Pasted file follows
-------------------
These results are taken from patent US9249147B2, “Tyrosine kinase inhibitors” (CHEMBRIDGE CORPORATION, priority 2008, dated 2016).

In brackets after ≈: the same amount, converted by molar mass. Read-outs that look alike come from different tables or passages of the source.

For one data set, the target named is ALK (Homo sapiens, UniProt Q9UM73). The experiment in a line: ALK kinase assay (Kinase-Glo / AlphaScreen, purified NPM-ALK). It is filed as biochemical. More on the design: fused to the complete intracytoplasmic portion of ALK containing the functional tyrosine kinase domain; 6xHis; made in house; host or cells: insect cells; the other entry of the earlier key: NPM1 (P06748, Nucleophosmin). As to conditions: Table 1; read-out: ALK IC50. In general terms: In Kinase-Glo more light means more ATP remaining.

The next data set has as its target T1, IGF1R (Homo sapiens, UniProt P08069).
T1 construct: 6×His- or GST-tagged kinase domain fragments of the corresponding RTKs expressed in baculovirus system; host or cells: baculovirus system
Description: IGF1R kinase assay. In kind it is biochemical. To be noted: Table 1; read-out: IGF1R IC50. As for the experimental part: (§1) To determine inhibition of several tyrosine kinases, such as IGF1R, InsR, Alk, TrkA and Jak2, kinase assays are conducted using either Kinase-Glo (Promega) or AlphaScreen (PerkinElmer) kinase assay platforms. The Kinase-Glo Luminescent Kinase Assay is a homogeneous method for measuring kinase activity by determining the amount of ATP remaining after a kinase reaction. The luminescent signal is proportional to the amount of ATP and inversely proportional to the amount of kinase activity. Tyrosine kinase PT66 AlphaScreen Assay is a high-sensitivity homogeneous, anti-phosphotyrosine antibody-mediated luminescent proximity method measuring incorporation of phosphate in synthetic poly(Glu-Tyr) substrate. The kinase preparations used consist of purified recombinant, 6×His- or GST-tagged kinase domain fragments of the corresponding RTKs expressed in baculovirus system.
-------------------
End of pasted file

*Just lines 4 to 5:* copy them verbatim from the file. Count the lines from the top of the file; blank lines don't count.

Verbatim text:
The next data set has as its target T1, IGF1R (Homo sapiens, UniProt P08069).
T1 construct: 6×His- or GST-tagged kinase domain fragments of the corresponding RTKs expressed in baculovirus system; host or cells: baculovirus system